Ferrari has unveiled its 2018 F1 contender, the SF71H, which will be piloted by Kimi Raikkonen and Sebastian Vettel. The new race car features a bevy of updates in accordance with new regulations put in place, making it significantly different in appearance from last year’s SF70H.

The most apparent is the introduction of the Halo protection device, a standardised piece of titanium given to all teams. Designed to protect the cockpit area, it weighs 7 kg, which brings the vehicle weight up to 733 kg (regulation weight with water, oil and driver).

Other physical revisions include a wheelbase that has been changed slightly along with the side dimensions. The new rules will also see changes to the aerodynamic package, where the T-wing and shark fin of the 2017 car are no longer present.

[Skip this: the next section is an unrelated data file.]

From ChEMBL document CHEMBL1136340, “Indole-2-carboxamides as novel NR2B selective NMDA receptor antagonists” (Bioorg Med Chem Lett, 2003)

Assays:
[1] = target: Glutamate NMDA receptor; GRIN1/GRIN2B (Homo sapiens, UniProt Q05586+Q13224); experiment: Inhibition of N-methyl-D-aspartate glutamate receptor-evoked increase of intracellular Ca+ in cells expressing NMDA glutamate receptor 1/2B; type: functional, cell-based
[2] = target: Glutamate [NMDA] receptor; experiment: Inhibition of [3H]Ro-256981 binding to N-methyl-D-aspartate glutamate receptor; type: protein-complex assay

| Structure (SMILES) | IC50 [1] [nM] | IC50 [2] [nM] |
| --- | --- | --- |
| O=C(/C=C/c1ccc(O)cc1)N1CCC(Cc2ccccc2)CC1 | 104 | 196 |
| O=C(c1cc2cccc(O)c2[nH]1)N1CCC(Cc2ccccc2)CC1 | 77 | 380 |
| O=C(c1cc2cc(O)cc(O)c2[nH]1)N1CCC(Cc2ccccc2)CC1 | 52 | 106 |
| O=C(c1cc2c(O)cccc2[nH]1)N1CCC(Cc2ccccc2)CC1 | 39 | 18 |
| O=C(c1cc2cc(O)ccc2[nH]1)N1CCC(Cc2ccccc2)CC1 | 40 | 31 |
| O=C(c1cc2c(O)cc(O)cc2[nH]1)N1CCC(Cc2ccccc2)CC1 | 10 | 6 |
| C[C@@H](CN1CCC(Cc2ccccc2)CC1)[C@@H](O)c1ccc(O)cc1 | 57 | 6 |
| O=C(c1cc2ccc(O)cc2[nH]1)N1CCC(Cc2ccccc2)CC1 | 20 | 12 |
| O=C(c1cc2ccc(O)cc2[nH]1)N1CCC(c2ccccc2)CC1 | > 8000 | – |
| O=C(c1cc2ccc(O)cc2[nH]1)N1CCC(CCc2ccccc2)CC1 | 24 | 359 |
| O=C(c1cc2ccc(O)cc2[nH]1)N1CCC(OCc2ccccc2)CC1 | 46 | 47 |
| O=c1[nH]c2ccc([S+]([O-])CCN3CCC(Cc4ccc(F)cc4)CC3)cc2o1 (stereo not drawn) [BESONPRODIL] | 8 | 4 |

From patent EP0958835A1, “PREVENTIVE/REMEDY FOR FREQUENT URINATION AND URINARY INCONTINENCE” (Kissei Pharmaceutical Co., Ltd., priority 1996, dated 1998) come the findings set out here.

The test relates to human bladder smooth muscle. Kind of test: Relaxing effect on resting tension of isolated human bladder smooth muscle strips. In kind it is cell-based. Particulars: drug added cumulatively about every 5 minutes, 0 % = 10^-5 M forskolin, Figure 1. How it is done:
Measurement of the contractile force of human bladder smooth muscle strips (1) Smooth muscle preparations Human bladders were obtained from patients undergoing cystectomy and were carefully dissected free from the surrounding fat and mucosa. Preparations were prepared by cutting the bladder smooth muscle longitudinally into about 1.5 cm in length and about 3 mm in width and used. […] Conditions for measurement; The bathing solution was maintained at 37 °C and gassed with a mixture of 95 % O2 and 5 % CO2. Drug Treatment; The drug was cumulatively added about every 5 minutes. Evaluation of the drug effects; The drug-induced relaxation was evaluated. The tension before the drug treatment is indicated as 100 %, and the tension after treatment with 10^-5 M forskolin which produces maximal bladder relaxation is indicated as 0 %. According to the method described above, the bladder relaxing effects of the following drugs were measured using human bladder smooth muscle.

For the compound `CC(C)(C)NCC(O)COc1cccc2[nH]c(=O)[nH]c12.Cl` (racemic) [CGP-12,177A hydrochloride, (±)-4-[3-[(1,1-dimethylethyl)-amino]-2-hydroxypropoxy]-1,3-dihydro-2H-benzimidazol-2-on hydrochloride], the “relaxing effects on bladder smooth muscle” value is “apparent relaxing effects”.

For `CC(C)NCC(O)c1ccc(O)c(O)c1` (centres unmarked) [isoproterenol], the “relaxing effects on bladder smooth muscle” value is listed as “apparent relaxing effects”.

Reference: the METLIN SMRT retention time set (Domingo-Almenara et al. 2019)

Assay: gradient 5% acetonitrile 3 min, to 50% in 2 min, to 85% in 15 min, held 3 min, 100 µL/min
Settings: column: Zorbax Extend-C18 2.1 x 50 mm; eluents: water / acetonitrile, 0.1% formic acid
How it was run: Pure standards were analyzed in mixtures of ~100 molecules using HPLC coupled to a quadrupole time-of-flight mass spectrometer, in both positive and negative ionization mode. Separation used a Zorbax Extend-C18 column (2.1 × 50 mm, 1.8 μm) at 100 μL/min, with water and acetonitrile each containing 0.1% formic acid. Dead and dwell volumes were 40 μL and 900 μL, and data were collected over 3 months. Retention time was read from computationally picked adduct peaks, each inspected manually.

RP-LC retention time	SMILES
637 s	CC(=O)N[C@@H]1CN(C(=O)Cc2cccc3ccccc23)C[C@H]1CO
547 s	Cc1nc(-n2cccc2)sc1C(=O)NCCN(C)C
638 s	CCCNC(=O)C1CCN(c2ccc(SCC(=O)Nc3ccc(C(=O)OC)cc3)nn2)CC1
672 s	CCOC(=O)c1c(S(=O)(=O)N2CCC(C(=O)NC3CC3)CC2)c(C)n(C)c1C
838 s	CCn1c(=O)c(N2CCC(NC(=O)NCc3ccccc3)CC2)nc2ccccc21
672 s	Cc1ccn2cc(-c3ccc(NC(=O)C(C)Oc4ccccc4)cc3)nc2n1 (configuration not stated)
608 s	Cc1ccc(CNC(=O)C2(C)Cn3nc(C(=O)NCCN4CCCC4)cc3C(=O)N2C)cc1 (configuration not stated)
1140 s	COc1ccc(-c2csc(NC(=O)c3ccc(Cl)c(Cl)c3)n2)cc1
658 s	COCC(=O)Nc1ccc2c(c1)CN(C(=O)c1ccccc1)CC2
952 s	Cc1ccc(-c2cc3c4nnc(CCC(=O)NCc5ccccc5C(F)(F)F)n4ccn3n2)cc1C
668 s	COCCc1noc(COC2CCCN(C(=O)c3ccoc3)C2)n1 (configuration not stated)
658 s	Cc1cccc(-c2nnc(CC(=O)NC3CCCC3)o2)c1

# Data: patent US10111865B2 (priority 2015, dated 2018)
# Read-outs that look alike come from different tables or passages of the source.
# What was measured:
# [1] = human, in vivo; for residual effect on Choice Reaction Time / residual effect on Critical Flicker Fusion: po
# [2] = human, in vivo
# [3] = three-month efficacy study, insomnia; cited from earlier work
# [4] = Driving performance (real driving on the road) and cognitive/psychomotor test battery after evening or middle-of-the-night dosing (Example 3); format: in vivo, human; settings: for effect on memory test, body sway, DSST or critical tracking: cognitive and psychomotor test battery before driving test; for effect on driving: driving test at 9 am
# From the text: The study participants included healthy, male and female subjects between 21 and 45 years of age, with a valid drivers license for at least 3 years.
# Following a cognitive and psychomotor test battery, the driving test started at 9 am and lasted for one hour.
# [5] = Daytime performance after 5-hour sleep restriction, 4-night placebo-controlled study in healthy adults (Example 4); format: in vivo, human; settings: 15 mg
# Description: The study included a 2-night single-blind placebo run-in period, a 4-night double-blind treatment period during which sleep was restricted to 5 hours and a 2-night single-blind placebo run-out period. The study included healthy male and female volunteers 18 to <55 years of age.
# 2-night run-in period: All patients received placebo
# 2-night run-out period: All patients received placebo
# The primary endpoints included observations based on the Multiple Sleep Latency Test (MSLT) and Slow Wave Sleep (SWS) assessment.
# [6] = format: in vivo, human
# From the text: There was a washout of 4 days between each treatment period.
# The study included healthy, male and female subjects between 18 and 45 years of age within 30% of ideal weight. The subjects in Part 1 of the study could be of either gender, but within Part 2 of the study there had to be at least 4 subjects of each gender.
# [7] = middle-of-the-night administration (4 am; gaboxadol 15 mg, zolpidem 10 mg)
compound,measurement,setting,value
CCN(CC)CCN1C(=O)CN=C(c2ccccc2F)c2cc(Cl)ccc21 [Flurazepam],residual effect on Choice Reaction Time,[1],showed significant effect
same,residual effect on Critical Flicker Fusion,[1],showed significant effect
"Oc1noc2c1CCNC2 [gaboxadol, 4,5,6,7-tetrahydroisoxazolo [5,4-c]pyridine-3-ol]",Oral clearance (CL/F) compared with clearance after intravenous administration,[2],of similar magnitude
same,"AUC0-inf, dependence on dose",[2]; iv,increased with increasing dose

The car’s cooling system and suspension have also been updated, the latter based on experience gained during the first season running the wider tyres. The rest of the car features Brembo ventilated carbon disc brakes, push- and pull-rod suspension and 13-inch OZ wheels.

The motorsport’s push for more reliable powertrains will see just three (previously four) engines, turbo-compressors and MGU-H units be used all season. Meanwhile, only two MGU-K units, electronic control units and battery packs are allowed. Swapping out any of the items beyond the permitted amount will result in a penalty.

The engine continues to be a 1.6 litre turbocharged V6 (rev limited to 15,000 rpm), mated to a longitudinal semi-automatic Ferrari transmission (eight speeds with reverse). A hydraulically-controlled limited-slip differential is also part of the setup.